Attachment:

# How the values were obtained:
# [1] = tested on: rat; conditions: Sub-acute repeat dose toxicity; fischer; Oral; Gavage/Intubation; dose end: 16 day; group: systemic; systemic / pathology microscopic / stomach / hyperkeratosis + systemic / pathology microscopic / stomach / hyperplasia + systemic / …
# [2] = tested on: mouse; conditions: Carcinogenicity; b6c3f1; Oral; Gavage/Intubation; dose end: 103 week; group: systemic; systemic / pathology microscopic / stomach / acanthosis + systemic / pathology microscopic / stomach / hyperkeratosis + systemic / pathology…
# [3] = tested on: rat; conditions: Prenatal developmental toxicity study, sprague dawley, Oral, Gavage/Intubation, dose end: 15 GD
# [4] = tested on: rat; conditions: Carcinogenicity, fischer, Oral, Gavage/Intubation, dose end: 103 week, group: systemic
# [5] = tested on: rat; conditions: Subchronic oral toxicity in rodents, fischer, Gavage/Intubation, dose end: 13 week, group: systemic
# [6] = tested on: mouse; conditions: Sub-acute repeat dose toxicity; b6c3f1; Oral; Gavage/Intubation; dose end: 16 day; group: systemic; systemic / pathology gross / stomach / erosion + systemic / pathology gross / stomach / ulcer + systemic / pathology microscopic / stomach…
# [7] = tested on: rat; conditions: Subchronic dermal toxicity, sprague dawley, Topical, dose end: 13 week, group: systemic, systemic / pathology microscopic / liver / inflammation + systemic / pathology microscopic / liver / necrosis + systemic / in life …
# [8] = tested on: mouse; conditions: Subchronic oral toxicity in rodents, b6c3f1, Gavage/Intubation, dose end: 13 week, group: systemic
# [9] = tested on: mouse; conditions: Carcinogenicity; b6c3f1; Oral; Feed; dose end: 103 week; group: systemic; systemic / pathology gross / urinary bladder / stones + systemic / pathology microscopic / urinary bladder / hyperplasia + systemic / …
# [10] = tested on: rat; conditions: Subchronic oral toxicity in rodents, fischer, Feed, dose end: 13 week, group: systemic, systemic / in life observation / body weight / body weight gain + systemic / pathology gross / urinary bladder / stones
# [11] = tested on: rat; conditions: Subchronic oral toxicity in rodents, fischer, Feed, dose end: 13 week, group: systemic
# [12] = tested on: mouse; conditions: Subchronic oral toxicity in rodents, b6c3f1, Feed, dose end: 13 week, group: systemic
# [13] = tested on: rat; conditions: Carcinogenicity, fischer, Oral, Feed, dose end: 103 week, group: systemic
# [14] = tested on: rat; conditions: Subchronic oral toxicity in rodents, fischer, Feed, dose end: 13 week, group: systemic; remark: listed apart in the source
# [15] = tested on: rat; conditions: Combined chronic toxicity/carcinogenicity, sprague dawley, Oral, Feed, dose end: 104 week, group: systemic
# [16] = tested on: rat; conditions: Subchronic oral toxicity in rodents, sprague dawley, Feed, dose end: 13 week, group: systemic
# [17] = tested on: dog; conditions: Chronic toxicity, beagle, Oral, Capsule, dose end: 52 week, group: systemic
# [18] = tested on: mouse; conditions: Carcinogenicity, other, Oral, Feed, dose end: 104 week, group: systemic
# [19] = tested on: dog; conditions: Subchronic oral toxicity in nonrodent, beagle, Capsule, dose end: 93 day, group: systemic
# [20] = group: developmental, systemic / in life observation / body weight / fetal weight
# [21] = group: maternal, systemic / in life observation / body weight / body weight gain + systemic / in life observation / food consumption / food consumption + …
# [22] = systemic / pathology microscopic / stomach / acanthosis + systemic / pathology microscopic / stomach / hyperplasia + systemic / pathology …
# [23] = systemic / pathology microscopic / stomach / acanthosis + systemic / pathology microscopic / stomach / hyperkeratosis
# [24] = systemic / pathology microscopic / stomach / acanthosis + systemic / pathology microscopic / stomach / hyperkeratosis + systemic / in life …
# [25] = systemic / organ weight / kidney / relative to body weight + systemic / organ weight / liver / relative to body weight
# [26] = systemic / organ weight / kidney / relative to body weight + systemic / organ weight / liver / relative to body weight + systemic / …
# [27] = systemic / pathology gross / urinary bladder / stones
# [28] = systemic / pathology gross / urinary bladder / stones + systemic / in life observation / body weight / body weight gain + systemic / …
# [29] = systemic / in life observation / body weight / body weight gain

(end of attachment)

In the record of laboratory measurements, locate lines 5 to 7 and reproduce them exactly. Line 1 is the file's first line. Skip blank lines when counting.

# [4] = tested on: rat; conditions: Carcinogenicity, fischer, Oral, Gavage/Intubation, dose end: 103 week, group: systemic
# [5] = tested on: rat; conditions: Subchronic oral toxicity in rodents, fischer, Gavage/Intubation, dose end: 13 week, group: systemic
# [6] = tested on: mouse; conditions: Sub-acute repeat dose toxicity; b6c3f1; Oral; Gavage/Intubation; dose end: 16 day; group: systemic; systemic / pathology gross / stomach / erosion + systemic / pathology gross / stomach / ulcer + systemic / pathology microscopic / stomach…